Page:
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Implementation of Electronic Tracking Systems Leads to Fewer Medication Errors

March 25, 2011

Medication errors are a common occurrence across all fields of medicine. They can be caused by illegible handwriting on prescriptions, medical personnel fatigue, pharmacy dispensing errors that provide the patient with the wrong medication or the wrong dose, and administration mistakes. These medication errors can cause severe adverse events that can lead to hospitalization or death. Of note, although the majority of psychotropics are rarely deadly on their own, their interactions with non-psychotropics, ie, insulin or blood thinners, can be lethal.

Geetha Jayaram, MD, MBA, and colleagues reviewed 65,466 patient days and 617,524 billed doses over a 5-year period at the 88-bed psychiatric unit of Johns Hopkins Hospital in Baltimore. In the first year of the study (2003), they found 27.89 medication errors per 1,000 patients. They implemented the Patient Safety Net (PSN), a web-based medication error reporting system, and the Provider Order Entry (POE) program, a prescribing system that allows prescriptions to be entered directly by medical personnel with the licensure and privileges to do so. Mistakes are reported in the PSN, allowing the physicians to follow up with corrective action when an error occurs. The PSN also categorizes unsafe conditions and near-miss events.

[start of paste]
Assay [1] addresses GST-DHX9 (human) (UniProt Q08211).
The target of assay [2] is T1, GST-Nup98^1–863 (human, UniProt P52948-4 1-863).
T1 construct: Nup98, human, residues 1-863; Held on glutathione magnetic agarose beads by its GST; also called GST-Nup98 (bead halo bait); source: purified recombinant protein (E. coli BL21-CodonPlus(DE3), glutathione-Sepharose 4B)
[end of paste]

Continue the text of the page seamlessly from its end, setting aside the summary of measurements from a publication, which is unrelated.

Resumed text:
Jayaram and colleagues educated and trained the Johns Hopkins staff on how to use the PSN and the POE in relation to one another. By implementing these programs, the researchers as well as the staff were able to have support for medication dosage selection, medication allergy alerts, drug interactions, and patient identifiers and monitoring. They also conducted chart reviews in an effort to provide a truer estimate in error reduction and provided feedback as the errors occurred.

By using the PSN and POE, the medication error rate decreased to 5.50 per 1,000 patients in 2005 and to 3.43 per 1,000 in 2007. Jayaram and colleagues believe that the use of computerized proctors will allow for less medications errors and there will be a reduction in pharmacist clarification. (J Psychiatr Pract. 2011;17(2):81-88.) —Christopher Naccari


From → Psychiatry

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